The best leaders don’t drink from the dopamine fire hydrant. In addition to drawing on normal levels of dopamine, they benefit from other sources of positive emotion in the brain that make them more stable and more effective leaders who are in touch with the people they lead. Lieberman and Long contrast the “future-oriented dopamine” with “present-oriented chemicals, a collection of neurotransmitters we call the Here and Now molecules… [which] include serotonin and oxytocin, endorphins and endocannabinoids. … As opposed to the pleasure of anticipation via dopamine, these chemicals give us pleasure from sensation and emotion.” Describing the interplay of these neurotransmitters, the authors explain that “…though dopamine and [Here and Now] (“H&N”) circuits can work together, under most circumstances they counter each other. When H&N circuits are activated, we are prompted to experience the real world around us, and dopamine is suppressed; when dopamine circuits are activated, we move into a future of possibilities and H&Ns are suppressed.”
I find material from The Hacking of the American Mind by Robert H. Lustig, MD, MSL to be helpful when thinking about dopamine and serotonin. Early in the book Lustig sets out the differences between reward (driven by dopamine) and contentment (driven by serotonin):
- Reward is short-lived. Contentment lasts much longer.
- Reward is visceral in terms of excitement. Contentment is ethereal and calming.
- Reward can be achieved with different substances that stimulate the reward center of the brain. Contentment is usually achieved with deeds (example: graduating from college or having a child who can navigate his or her own path in life).
- Reward occurs with the process of taking (example: winning at gambling). Contentment is often generated through giving (example: giving money to a charity, or giving time to your child, or devoting time and energy to a worthwhile project).
- Reward is yours and yours alone. Your contentment often impacts other people directly and can impact society at large.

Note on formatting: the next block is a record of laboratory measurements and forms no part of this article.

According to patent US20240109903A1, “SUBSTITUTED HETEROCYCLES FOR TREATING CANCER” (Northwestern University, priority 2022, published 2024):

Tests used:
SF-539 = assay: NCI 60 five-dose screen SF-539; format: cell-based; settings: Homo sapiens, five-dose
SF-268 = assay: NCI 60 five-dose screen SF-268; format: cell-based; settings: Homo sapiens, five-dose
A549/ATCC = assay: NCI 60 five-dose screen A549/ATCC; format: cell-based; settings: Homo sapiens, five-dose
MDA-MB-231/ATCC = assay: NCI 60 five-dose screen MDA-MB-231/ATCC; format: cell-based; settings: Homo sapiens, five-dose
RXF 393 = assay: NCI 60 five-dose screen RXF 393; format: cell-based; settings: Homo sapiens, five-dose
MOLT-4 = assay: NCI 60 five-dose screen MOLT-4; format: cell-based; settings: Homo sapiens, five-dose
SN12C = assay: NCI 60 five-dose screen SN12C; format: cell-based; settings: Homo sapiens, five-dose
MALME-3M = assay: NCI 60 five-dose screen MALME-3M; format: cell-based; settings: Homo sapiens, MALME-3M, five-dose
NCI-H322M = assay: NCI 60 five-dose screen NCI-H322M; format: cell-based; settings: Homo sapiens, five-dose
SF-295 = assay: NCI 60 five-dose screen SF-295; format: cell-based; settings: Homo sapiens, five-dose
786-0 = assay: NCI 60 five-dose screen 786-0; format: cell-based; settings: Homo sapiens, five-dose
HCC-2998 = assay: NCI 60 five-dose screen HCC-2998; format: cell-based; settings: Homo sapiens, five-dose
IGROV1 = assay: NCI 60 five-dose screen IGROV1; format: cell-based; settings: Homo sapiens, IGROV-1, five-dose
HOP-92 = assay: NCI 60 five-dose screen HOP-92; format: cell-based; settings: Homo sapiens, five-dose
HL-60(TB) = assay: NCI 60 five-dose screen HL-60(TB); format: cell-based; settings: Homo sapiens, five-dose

- Reward when unchecked can lead us into misery, like addiction. Too much substance use (food, drugs, nicotine, alcohol) or compulsive behaviors (gambling, shopping, surfing the internet, sex) will overload the reward pathway and lead not just to dejection, destitution, and disease but not uncommonly death as well.
Serotonin and the other Here and Now sources of positive emotion primarily come from healthy relationships at home and work. That’s good news for people who have an abundance of connection in their lives. According to Lieberman and Long, “We need H&N empathy to understand what’s going on in other people’s minds, an essential skill for social interaction.” But here’s a big issue affecting workplaces: Recent research reported in Harvard Business Review found that half of CEOs report feeling lonely and 61 percent of them believed it hindered their performance. In an interview titled “Putting Leaders on the Couch,” management expert and psychoanalyst Manfred F.R. Kets de Vries observed that many senior leaders struggle to maintain relationships and balance in their lives. In contrast, “healthy leaders… have the capacity to establish and maintain relationships (including satisfactory sexual relationships). Their lives are in balance, and they can play. They are creative and inventive and have the capacity to be nonconformist. These are the things that are fundamental…”
If you suspect that you, your boss or a colleague may be a dopaminergic personality and you want to develop a deeper understanding of this condition, I recommend you read Lieberman and Long’s The Molecule of More.
If the demands of work — the never-ending “to do” list, the expectation that you will stay engaged 24/7 by phone and laptop — are crowding out time for meaningful relationships, be aware that running a deficit of connection is impacting you on the molecular level, and not for the better. Overreliance on dopamine is powerful so don’t think you can overcome it on your own. Developing into a leader who has the relational support necessary to perform at the top of your game might require the wise advice, encouragement and accountability that a mentor or a good executive or life coach can provide. The effort to become a self-aware and better-balanced leader is well worth the cost. Not only will you become more effective at work, you will cultivate a more satisfying and contented life outside of work.